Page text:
Noted also that the Legislation Manual: Structure and Style (NZLC R35 published in May 1996) comments on the use of Mäori in legislation.
NZ Law Review 1996 Part II
AL Mikaere comments on the Ngäi Tahu Ancillary Claims Report 1995, Turangi Township Report 1995, and Te Whanganui-A-Orotu Report 1995. She comments that the Kiwifruit Marketing Report, largely glossed the implications of the Declaration of Independence 1835 in the report which found the claim not well-founded.
She also examines the report of the Controller and Auditor-General on the claim settlement process, several High Court decisions in 1995 and fisheries determinations both in the Waitangi Tribunal and courts. Resource management cases and Mäori Land Court cases are also covered.
Ko Ngaa Take Ture
Auckland University Law Review vol 8 1996 No 1
Nick Harris "Full and Final Settlement of Treaty Grievances: The Crown's Consitutional Agenda" p205 argues that the Mäori view of settlement is that the spiritual balance upset by the colonial experience needs to be restored. Therefore, for settlements to be full and final a constitutional transformation is required.
A Kawharu "Urban Iwi: The New Tribes of Mäoridom" p209 takes a critical look at Te Runanga o Muriwhenua case in the Court of Appeal. The notion of whanaungatanga relates to kinship which underpins relationships rights and obligations between individual members of an iwi. Urban Mäori do not have manawhenua and no one suggests that they do. "There is certainly a need for urban Mäori groups and individuals to be recognised as coming within the scope fo the Treaty of Waitangi, regardless of iwi affiliation. The very words of the Treaty provide the basis for such recognition, for 'all Mäori' (ngaa tangata katoa) are expressly provided for [in article 2]. Moreover, the groups represented by the Urban Mäori Authorities collective are inherently capable of exercising rangatiratanga, thereby qualifying them to the protection afforded by the Treaty. The Waipereira Trust in west Auckland is a well known example of such a group." Kawharu suggests therefore that the court was wrong in making such a 'purposive' interpretation of the Treaty in its judgment. Cultures may adapt and change but there comes a point when they suffer violence and lose distinguishing qualities. An interpretation by the court more consistent with tradition would have been preferable. Even more desirable is that the parties resolve these issues at a political level - and not use litigation expect as a last resort, lest it becomes the arbiter of custom.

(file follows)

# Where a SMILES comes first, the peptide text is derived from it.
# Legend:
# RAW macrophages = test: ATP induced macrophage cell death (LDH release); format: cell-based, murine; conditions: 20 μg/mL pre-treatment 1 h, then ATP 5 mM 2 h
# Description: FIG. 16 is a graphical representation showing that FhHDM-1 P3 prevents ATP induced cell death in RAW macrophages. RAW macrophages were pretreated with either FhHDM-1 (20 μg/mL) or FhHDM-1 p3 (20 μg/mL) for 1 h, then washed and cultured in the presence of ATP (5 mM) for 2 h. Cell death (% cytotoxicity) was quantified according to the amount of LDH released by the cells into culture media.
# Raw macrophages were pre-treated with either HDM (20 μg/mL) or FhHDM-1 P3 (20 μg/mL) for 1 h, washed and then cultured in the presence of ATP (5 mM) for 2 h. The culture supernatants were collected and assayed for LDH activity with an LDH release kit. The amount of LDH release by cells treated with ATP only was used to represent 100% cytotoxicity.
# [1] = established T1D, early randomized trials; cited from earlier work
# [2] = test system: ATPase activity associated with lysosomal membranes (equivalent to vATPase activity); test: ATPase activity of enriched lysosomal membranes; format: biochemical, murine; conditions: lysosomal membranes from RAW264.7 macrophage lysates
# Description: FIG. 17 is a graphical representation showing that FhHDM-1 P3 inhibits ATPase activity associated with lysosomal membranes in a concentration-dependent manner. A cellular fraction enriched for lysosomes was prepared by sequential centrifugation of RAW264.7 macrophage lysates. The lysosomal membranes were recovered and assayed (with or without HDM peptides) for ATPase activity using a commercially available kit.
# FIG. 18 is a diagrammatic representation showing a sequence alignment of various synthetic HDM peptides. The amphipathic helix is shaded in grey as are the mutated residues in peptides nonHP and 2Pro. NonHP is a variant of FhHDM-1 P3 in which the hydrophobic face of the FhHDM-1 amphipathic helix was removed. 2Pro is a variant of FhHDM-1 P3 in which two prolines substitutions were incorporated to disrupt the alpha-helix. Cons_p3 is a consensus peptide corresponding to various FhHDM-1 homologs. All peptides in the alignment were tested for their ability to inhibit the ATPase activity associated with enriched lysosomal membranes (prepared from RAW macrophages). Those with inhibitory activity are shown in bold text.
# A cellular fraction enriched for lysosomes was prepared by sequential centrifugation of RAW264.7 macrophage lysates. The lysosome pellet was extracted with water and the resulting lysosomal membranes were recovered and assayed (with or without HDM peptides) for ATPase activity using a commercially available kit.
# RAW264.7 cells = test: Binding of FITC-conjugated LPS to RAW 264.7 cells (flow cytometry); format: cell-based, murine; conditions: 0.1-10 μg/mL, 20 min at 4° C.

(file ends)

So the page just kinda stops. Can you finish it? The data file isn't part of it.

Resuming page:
S Te Marino Lenihan “A Time For Change: Intellectual Property Law and Mäori” p211 proposes the establishment of a Mäori Intellectual Property Commissioner to hold in trust all intellectual property not identified as belonging exclusively to individual tribes, allocate to tribes returns on use of property, and advise the government on policy. Iwi would licence use of the property. This would avoid the current individualising regime, which inflicts the equivalent of the old evils of the land court system on intellectual property.
Speeches, Press Releases
Environmental Cultural Levies
Press statement 17 September 1996
Minister for the Environment Simon Upton warned that if Ngäti Kahu had been requiring developers to pay a ‘cultural levy’, ie they would consent to the non-notification of proposals provided sums were paid, they were abusing the resource management act and poisoning good community relations.